Consolidating its central Southampton offices to a new building in Chandler’s Ford, and appointing one of the UK’s youngest law firm managing partners, point to a pivotal period for ambitious Moore Blatch. Tim Wickham finds out more.
Moore Blatch’s new managing partner Ed Whittington is self-assured and took on senior legal responsibilities early in his career. But even he was slightly taken aback when elected as the firm’s new managing partner last September. The 39 year-old was told by the Law Society that he is the youngest managing partner in the UK’s 100 largest firms.
Talent backed by experience
Daunting? Undoubtedly. But Whittington didn’t hesitate in accepting the challenge. He already had a strong track record when he joined Moore Blatch in 2010 from a small firm in Newbury. “My boss was 68 and decided to semi-retire. He asked me to take on his clients, so I came to Moore Blatch with a client book at a relatively young age. It was an extremely difficult period of my career, but also a great platform for me. I still act for many of those clients,” he said.
With a rural family background, one of Whittington’s first initiatives at Moore Blatch was to set up the firm’s rural practice, which he has established as a profitable part of the business. “My approach was to play to my strengths,” he said. “I didn’t think there were many lawyers my age in the region targeting rural professionals who were at a similar stage in their respective careers. The network you nurture in your 30s can stay with you for your whole career.”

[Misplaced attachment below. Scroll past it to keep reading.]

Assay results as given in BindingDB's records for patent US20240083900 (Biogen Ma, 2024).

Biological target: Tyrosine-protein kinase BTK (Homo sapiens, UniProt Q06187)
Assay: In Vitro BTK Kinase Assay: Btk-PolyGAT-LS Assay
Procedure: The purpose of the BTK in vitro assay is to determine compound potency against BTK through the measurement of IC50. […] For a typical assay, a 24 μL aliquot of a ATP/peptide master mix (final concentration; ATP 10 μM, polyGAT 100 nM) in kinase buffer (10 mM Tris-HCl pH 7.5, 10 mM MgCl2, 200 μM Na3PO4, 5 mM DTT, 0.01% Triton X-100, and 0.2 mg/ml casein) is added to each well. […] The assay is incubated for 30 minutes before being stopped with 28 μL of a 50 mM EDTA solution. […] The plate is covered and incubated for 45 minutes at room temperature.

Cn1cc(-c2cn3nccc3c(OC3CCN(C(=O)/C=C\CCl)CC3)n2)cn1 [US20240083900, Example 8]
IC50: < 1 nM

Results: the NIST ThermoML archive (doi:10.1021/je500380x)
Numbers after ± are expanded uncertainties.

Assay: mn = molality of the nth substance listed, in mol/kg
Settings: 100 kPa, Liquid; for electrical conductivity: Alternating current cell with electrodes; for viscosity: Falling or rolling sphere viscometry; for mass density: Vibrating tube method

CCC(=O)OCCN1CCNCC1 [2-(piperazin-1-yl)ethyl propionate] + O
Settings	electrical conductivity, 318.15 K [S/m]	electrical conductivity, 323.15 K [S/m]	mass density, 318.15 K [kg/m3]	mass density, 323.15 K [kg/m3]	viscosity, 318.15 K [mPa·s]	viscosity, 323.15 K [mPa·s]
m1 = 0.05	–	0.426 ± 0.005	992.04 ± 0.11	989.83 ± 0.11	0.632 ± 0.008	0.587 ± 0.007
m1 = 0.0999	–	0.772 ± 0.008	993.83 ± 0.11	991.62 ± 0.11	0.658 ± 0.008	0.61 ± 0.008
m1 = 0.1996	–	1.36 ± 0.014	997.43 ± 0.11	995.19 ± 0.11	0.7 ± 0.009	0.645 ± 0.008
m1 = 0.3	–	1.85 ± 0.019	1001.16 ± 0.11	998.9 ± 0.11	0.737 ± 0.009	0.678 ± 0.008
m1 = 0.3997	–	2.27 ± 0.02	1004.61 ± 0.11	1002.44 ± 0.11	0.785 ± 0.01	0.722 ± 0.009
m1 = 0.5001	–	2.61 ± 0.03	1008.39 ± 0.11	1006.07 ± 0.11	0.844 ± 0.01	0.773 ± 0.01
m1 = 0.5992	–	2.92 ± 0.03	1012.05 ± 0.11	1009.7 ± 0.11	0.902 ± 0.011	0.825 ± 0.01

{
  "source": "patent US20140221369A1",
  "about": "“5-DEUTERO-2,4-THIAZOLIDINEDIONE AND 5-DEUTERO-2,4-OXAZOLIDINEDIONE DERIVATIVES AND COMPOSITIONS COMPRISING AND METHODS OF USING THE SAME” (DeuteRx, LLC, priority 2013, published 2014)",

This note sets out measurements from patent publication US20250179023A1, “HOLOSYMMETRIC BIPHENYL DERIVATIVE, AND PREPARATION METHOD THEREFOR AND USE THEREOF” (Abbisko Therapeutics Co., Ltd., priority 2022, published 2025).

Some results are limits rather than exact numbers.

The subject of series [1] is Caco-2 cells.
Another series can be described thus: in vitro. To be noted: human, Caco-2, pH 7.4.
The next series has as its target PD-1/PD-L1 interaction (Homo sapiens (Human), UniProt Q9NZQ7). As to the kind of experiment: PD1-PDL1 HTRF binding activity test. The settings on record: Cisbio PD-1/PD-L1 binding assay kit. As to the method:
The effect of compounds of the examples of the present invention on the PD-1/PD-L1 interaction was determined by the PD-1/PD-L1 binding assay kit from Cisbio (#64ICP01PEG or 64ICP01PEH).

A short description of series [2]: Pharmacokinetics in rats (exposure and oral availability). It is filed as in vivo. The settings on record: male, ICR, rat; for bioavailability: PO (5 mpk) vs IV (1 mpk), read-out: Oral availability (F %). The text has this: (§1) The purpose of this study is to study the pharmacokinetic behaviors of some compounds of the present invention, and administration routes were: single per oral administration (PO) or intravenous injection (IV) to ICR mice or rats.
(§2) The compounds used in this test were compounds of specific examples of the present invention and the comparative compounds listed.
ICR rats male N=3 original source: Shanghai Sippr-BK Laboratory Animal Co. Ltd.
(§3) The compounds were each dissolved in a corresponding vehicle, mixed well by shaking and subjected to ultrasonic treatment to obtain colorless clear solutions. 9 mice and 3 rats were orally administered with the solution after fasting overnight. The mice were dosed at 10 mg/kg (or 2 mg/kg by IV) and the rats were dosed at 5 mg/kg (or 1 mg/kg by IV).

Moore Blatch’s former managing partner David Thompson had been doing the job for a dozen years and was ready to return to a partner role. With many younger partners in the firm it was felt the time was right for a new broom. “The decision to appoint me says a lot about the firm’s culture and meritocracy,” said Whittington. “We need to be up to the challenges of the future, particularly in areas like disruptive new technologies that are changing the way legal services are delivered.”
Since his promotion in September 2017, Whittington has been busy refining the firm’s current business goals, rather than creating uncertainty by introducing new ones. The targets are to grow current annual turnover of £27m to £36m by 2020. They include maintaining sustainable profitability and being a great environment to work.
Lymington to London
Moore Blatch moved into its Gateway House office near the M3 in Chandler’s Ford in May 2017. As well as Lymington, where the firm began in 1797, it has offices in Richmond and the City. Around 200 of its 340 staff are now based in Chandler’s Ford.
So, why the London angle? “We wanted to differentiate ourselves in the regional market as a firm with a substantial London presence with London clients,” said Whittington.
Moore Blatch acquired a clinical negligence team at a Richmond-based firm and last year added a conveyancing and private client practice, resulting in a 70-strong office. Together with its offices in the City this gives the firm a footprint from the City to west London’s wealthier suburbs.
“Our City office is big enough for us to have a sustainable staff culture and we meet London clients there. It’s a good selling point that we can carry out much of the work in Richmond and the south coast at a lower cost compared with City rates,” said Whittington.
The journey continues
A key question Whittington knows he has to answer if the firm is to achieve its business goals is not just the ‘how’ but also the ‘why’. “I’m answering that with the input of everyone in the firm. Growing in size creates opportunities for people. Having a great working environment means people feel their work and commitment is valued. If we’re open with staff and they understand our business decisions, then we’ll all feel we’re on the same journey together. A great team culture helps to attract and retain the best people, which in turn helps to retain and attract the best clients.”